Endocarditis Treated With Clindamycin Relapse and Liver Dysfunction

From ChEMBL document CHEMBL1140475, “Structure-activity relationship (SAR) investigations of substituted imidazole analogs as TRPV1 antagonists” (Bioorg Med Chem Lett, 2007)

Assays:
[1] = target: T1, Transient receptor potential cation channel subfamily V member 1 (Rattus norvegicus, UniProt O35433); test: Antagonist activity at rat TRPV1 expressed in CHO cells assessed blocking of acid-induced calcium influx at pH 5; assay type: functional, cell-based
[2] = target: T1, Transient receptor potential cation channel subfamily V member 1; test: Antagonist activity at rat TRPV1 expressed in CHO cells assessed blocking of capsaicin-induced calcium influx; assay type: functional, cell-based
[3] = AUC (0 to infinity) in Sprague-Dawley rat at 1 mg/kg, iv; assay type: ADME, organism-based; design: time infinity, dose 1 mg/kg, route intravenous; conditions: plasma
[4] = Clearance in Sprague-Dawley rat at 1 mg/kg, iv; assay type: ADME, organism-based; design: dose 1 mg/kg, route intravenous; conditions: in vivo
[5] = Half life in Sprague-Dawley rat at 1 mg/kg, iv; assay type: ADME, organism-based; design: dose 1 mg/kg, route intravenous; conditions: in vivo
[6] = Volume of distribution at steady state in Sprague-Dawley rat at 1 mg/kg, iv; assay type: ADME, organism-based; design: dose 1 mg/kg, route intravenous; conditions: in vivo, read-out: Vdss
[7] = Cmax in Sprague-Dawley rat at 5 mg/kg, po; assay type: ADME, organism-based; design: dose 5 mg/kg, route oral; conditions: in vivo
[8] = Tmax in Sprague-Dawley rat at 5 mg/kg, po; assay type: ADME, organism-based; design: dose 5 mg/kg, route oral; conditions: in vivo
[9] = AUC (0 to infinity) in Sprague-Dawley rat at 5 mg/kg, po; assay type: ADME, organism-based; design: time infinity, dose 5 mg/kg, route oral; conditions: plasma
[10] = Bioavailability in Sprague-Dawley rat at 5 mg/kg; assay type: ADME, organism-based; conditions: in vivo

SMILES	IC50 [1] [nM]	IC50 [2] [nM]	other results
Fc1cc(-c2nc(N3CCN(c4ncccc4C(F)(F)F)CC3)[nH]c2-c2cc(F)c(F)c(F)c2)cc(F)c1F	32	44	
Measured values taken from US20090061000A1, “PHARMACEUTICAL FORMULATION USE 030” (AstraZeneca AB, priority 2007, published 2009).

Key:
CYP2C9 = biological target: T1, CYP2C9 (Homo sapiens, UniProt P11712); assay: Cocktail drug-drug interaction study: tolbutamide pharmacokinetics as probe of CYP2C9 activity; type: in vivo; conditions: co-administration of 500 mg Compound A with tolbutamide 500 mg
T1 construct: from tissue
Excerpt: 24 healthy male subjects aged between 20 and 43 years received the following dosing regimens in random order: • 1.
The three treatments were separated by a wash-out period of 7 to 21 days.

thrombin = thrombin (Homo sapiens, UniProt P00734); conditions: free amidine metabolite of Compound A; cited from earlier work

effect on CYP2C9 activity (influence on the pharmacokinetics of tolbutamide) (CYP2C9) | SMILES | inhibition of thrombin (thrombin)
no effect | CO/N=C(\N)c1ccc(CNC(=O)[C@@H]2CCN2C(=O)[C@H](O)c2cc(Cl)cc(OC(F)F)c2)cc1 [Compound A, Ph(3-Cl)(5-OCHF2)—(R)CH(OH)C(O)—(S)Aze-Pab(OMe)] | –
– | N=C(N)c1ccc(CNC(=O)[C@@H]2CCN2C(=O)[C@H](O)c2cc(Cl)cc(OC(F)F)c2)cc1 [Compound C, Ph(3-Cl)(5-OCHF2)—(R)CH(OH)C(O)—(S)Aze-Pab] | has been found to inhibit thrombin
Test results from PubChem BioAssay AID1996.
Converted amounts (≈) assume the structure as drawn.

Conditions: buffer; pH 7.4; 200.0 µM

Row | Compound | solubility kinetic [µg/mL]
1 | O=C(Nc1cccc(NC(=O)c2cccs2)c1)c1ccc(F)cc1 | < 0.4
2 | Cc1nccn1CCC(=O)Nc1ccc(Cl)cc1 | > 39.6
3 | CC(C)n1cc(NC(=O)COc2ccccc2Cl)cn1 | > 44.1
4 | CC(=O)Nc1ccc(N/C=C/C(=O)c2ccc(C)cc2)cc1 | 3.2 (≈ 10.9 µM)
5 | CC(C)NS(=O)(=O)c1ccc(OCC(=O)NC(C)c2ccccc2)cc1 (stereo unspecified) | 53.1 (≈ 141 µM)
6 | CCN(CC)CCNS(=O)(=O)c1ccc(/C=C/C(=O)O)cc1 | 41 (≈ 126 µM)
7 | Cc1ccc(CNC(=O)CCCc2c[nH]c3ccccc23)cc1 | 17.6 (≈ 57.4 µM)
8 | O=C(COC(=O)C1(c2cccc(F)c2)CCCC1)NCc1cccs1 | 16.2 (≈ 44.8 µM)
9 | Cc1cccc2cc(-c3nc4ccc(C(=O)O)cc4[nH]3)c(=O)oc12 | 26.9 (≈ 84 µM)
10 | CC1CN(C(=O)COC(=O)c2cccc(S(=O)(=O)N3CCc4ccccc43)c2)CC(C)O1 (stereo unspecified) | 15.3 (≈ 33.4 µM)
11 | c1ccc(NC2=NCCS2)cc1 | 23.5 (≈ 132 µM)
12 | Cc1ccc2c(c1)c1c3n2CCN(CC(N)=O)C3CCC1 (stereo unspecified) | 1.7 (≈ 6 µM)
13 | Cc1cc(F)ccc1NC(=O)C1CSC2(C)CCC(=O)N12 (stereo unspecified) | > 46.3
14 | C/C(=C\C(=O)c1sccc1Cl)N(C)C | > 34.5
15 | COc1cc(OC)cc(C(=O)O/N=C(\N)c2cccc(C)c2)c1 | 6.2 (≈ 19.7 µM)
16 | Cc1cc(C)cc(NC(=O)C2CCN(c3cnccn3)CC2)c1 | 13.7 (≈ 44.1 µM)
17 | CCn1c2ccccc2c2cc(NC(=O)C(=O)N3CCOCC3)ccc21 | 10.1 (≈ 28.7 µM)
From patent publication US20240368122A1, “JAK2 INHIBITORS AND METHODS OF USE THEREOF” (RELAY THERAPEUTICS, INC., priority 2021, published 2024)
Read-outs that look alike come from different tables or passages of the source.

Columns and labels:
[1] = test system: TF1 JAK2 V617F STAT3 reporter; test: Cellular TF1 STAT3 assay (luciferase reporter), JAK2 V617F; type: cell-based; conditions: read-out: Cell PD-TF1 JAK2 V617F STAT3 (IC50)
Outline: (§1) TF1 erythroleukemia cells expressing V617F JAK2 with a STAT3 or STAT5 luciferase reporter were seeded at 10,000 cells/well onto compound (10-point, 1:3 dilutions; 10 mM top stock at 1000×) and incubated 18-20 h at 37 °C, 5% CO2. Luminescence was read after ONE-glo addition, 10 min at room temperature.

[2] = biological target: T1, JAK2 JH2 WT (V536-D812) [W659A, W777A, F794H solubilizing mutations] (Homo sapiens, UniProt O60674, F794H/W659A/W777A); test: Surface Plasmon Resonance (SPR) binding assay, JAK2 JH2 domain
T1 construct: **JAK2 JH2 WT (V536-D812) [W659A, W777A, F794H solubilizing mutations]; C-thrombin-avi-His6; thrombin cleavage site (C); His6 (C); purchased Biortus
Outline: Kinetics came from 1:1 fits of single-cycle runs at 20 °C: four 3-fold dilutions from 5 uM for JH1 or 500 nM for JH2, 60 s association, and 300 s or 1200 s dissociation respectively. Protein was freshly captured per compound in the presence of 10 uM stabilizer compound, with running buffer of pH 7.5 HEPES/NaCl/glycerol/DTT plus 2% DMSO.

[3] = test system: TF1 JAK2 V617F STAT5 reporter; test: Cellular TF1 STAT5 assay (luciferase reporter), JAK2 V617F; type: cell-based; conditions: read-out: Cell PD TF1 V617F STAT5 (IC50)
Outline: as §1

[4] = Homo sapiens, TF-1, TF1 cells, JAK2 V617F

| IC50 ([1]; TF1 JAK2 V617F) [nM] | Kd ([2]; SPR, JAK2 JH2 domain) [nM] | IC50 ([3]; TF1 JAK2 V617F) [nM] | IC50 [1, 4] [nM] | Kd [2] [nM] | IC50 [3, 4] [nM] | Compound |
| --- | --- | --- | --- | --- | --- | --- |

AbstractABSTRACTClindamycin was used to treat six patients with endocarditis because of allergy to penicillin in five, and an unfavorable clinical response to methicillin in one. Only one patient had an uneventful cure with clindamycin. Two had hepatotoxicity which resolved rapidly after clindamycin was stopped. Two patients, one of whom had an aortic prosthesis, had completed four to six weeks of clindamycin therapy when clinical relapse occurred and blood cultures were again positive for a clindamycin-sensitive isolate. A fifth patient had peptostreptococcal endocarditis. Despite a favorable initial clinical and bacteriologic response, blood cultures taken on the 20th day of therapy again grew the Peptostreptococcus. This relapse pathogen had become resistant to clindamycin and was 100-fold less sensitive than the initial isolate. The few conditions in which clindamycin is indicated for therapy of bacterial endocarditis are outlined.
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